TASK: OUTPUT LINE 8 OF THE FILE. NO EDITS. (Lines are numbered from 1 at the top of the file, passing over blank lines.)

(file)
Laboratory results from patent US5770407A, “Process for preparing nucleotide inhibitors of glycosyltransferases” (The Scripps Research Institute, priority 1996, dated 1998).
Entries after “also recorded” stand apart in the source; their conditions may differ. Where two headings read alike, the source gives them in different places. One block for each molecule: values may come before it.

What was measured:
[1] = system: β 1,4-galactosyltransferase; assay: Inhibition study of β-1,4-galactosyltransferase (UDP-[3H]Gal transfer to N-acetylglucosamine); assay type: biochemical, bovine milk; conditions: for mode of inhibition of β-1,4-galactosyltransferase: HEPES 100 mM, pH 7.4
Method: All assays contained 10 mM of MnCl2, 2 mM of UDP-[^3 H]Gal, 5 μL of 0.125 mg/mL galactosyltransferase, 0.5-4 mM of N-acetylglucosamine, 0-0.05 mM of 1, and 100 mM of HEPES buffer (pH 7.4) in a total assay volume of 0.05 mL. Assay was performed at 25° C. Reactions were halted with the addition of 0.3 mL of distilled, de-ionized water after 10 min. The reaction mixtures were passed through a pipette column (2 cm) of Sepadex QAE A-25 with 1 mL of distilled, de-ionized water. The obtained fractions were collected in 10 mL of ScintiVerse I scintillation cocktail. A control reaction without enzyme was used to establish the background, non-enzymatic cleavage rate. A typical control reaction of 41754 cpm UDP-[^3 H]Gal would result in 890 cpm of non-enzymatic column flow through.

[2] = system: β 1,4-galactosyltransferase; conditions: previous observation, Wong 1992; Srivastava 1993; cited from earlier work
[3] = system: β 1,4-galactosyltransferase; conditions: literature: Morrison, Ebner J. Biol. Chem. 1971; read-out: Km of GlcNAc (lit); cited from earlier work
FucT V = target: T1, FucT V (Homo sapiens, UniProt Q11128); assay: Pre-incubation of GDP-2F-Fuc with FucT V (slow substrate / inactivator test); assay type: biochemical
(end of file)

FucT V = target: T1, FucT V (Homo sapiens, UniProt Q11128); assay: Pre-incubation of GDP-2F-Fuc with FucT V (slow substrate / inactivator test); assay type: biochemical